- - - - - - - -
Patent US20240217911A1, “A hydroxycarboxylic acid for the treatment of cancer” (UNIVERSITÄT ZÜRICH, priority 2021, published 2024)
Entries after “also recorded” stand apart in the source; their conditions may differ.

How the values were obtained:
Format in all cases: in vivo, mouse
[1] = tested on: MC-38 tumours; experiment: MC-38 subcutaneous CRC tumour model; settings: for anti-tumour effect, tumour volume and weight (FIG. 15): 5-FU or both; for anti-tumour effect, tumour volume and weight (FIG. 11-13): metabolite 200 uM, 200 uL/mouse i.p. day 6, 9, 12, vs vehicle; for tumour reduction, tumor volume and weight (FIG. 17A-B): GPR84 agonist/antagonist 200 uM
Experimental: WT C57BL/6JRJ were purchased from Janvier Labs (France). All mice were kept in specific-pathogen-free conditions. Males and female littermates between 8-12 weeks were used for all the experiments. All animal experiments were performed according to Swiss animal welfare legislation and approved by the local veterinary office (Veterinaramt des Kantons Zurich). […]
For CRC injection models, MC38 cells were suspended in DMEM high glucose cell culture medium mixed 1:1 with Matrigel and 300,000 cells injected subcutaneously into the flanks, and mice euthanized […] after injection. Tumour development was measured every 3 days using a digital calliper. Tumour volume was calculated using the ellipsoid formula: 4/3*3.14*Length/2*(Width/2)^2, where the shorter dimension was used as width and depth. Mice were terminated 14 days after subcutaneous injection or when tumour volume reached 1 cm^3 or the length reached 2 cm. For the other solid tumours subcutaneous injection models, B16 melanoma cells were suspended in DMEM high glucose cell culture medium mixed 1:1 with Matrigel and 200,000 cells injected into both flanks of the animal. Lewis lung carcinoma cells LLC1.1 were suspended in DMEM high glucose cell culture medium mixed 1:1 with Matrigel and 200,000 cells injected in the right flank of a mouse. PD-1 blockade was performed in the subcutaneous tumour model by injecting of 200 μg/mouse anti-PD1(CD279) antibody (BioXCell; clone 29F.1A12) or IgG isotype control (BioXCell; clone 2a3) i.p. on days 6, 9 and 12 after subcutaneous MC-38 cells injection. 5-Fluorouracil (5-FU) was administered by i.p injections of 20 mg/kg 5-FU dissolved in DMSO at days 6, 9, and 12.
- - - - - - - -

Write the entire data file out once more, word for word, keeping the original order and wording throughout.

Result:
Patent US20240217911A1, “A hydroxycarboxylic acid for the treatment of cancer” (UNIVERSITÄT ZÜRICH, priority 2021, published 2024)
Entries after “also recorded” stand apart in the source; their conditions may differ.

How the values were obtained:
Format in all cases: in vivo, mouse
[1] = tested on: MC-38 tumours; experiment: MC-38 subcutaneous CRC tumour model; settings: for anti-tumour effect, tumour volume and weight (FIG. 15): 5-FU or both; for anti-tumour effect, tumour volume and weight (FIG. 11-13): metabolite 200 uM, 200 uL/mouse i.p. day 6, 9, 12, vs vehicle; for tumour reduction, tumor volume and weight (FIG. 17A-B): GPR84 agonist/antagonist 200 uM
Experimental: WT C57BL/6JRJ were purchased from Janvier Labs (France). All mice were kept in specific-pathogen-free conditions. Males and female littermates between 8-12 weeks were used for all the experiments. All animal experiments were performed according to Swiss animal welfare legislation and approved by the local veterinary office (Veterinaramt des Kantons Zurich). […]
For CRC injection models, MC38 cells were suspended in DMEM high glucose cell culture medium mixed 1:1 with Matrigel and 300,000 cells injected subcutaneously into the flanks, and mice euthanized […] after injection. Tumour development was measured every 3 days using a digital calliper. Tumour volume was calculated using the ellipsoid formula: 4/3*3.14*Length/2*(Width/2)^2, where the shorter dimension was used as width and depth. Mice were terminated 14 days after subcutaneous injection or when tumour volume reached 1 cm^3 or the length reached 2 cm. For the other solid tumours subcutaneous injection models, B16 melanoma cells were suspended in DMEM high glucose cell culture medium mixed 1:1 with Matrigel and 200,000 cells injected into both flanks of the animal. Lewis lung carcinoma cells LLC1.1 were suspended in DMEM high glucose cell culture medium mixed 1:1 with Matrigel and 200,000 cells injected in the right flank of a mouse. PD-1 blockade was performed in the subcutaneous tumour model by injecting of 200 μg/mouse anti-PD1(CD279) antibody (BioXCell; clone 29F.1A12) or IgG isotype control (BioXCell; clone 2a3) i.p. on days 6, 9 and 12 after subcutaneous MC-38 cells injection. 5-Fluorouracil (5-FU) was administered by i.p injections of 20 mg/kg 5-FU dissolved in DMSO at days 6, 9, and 12.